According to the Appendix Engagement Report document, there is limited information on recruitment methods with the suggestion that in many cases recruitment relied on self-selection and did not necessarily reflect a representative or diverse sample of the population. The report explains:
There is limited, reported, information available on the types of members of the public engaged. In many instances engagement activities were based on existing networks or on previous engagement activities. This is likely to have meant that the members of the public engaged tended to be interested in water / environment related issues.
There are limited instances of pilots identifying and engaging with specific segments of the public. Identification tended to be on geographic areas which were felt to be priorities for specific issues or for projects. This lack of differentiation was recognised by some of the pilots as a weakness in their public engagement but was felt to be largely unavoidable considering the objectives of their pilots within the context of their time and resource limitations. 
Methods and Tools Used
The project involved three main levels of activity:
1) Individual support to pilot areas
The project involved work at a range of levels with 13 of the 25 pilots over a 12-month period. The focus of the work with the 13 pilots was to help them understand how public dialogue could enhance their catchment management plan, and to provide advice and support to help them do this. In practice, there were three main stages at which public dialogue activities linked with catchment management planning – information gathering to identify issues, testing early work by stakeholders, and prioritisation of issues and actions. The latter, for instance, was carried out mainly in a workshop setting or, in one case, using a mobile gaming approach. 
Dialogue by Design coordinated a network of nine facilitators to deliver engagement support to 13 pilots across England. Four of these facilitators worked with two catchments each. Facilitators were matched with pilots based on geographical proximity.
The role of the facilitators was to help pilots understand how public dialogue could enhance their catchment management plan, and to provide advice and support to help them do this. All facilitators had extensive experience designing and delivering stakeholder and public engagement activities, providing engagement advice, and more generally in building collaborative working relationships amongst stakeholders.
Facilitators supported their pilots with a range of activities, as listed below:
- Stakeholder mapping and analysis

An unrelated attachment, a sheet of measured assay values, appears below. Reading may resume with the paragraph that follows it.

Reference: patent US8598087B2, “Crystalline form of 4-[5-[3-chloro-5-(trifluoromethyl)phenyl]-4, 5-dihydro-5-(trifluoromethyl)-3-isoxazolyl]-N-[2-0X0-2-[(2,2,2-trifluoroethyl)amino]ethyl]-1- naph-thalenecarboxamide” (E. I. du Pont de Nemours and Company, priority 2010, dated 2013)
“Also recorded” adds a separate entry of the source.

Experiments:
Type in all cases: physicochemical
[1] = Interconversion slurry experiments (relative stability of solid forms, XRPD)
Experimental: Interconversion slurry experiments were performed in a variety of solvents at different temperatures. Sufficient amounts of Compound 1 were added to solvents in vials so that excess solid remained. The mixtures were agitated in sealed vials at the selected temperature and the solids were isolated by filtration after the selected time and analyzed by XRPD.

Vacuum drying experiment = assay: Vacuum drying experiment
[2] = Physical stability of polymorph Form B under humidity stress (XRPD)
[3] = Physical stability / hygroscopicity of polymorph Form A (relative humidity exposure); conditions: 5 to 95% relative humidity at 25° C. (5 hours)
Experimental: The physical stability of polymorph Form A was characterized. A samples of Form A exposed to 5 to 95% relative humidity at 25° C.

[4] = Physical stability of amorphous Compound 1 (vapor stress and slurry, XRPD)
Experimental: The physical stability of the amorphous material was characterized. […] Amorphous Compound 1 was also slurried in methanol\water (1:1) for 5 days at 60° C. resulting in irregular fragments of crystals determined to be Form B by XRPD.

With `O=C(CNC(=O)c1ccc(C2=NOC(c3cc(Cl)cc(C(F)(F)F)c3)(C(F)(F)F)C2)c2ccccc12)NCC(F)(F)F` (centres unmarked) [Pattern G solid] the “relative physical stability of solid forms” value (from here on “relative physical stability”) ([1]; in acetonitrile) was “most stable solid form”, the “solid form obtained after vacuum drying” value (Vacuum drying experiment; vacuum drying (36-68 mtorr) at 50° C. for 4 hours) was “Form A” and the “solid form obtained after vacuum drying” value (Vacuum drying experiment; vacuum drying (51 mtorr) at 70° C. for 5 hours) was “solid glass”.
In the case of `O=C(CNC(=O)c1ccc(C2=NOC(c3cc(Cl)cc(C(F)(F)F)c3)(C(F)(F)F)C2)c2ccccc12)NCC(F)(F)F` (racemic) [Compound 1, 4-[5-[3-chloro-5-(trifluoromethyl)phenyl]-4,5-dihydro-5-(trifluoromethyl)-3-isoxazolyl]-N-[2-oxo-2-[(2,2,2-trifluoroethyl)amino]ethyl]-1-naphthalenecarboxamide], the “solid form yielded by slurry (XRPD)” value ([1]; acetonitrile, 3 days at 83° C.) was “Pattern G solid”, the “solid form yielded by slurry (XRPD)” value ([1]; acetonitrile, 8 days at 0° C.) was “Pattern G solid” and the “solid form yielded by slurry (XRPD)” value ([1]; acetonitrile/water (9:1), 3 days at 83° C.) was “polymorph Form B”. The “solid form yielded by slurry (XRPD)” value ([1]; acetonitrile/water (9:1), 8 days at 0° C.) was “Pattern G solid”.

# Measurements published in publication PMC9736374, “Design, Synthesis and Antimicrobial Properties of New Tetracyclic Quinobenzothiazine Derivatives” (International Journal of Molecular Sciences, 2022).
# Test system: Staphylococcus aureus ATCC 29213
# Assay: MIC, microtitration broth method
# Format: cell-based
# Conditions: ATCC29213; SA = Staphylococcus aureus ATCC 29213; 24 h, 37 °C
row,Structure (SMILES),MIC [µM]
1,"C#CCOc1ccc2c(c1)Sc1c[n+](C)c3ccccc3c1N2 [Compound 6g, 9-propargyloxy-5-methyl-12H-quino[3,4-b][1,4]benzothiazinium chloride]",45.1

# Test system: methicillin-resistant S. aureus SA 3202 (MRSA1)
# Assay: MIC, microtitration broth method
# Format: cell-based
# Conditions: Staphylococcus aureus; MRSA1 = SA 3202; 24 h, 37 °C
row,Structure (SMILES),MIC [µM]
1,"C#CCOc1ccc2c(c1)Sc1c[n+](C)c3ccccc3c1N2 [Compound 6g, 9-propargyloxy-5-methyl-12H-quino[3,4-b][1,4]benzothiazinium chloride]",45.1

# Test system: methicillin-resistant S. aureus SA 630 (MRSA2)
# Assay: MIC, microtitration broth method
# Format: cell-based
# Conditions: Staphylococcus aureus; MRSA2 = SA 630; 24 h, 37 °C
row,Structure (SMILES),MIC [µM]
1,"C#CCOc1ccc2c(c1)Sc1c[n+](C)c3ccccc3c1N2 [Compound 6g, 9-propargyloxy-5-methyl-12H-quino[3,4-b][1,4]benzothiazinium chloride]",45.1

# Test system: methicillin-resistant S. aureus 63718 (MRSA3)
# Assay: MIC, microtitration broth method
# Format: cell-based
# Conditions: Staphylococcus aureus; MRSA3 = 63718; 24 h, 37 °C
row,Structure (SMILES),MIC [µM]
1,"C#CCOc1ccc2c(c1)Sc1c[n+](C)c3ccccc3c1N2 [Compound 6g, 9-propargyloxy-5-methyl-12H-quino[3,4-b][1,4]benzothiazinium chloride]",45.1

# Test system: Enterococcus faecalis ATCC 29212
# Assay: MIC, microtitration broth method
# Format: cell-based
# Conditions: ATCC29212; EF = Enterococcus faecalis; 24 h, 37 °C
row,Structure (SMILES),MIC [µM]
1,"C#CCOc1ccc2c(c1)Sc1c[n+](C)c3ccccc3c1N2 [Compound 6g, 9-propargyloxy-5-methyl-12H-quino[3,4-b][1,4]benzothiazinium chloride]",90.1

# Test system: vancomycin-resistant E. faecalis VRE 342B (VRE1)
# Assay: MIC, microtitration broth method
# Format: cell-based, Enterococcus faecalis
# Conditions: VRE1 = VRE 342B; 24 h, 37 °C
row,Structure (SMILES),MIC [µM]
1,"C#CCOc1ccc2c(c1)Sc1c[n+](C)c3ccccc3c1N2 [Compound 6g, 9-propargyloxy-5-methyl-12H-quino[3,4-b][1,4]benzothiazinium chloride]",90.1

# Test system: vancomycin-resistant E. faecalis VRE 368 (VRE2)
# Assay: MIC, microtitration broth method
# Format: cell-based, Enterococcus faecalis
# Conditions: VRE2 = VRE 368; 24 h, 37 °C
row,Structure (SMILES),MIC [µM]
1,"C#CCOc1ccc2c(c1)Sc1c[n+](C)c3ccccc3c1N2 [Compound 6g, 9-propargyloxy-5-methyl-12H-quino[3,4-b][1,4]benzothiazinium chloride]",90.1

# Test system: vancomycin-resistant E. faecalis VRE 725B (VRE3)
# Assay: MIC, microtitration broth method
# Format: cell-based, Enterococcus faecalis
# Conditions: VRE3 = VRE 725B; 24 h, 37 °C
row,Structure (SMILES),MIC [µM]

- Design and development of engagement plans or strategies
- Designing, delivering and reporting on public and stakeholder events and workshops
- Provision of engagement training to build internal capacity
- Design of public surveys
- Facilitation of steering group meetings
- Supporting the development of the catchment management plan document
- Attending, contributing or facilitating planning meetings with the lead organisation, steering group, project coordinator 
2) Sharing experience and learning across the pilots
For instance, the facilitator team met at regular intervals to share and reflect on experience and support each other in their work on the ground. 
An online sharing system was set up and managed by DbyD. The project team collated weekly bulletins to provide facilitators with any updates from clients, evaluators, or other catchments. All relevant documents were uploaded onto the shared online system, and there was a forum for discussion between facilitators (and the project team) to enable learning across catchments. 
3) Input to the Defra new policy framework and the development of good practice guidance
The report from the dialogue activities was used alongside the report of the major evaluation of the whole programme of the 25 pilots. Learning fed into the Guide to Collaborative Catchment Management, which was published in August 2013.
Two of the pilots, Eden and Tamar, decided not to take up the engagement support offer. There is therefore limited information on these catchments. 
What Went On: Process, Interaction, and Participation
The Dialogue by Design report notes varying levels of support across the 13 different pilots.
- High Support (up to 15 additional days): Bradford Beck, Bristol Avon, Douglas, Tame, Teme, Tidal Thames, Tyne
- Moderate support (up to 6 additional days): Forme and Piddle, Nene, Upper Thames (Cotswolds), Wey, Wissey
- Low level support (up to two additional days): New Forest
Aire Rivers Trust (ART), the lead organisation for the Bradford Beck pilot, decided early on to create a plan which was both asset based and linked to place-making, with a practical chance of implementation. A small group of stakeholders sketched out simple themes that could be easily understood and shared with local people and used plain English to convey the aspirations of the plan. The themes were: a clean beck; an accessible beck; a visible beck (presently, the beck is not prominent in many communities); a thriving beck (biodiversity, ecosystems); a cared for beck (ownership and governance); and a water-wise city.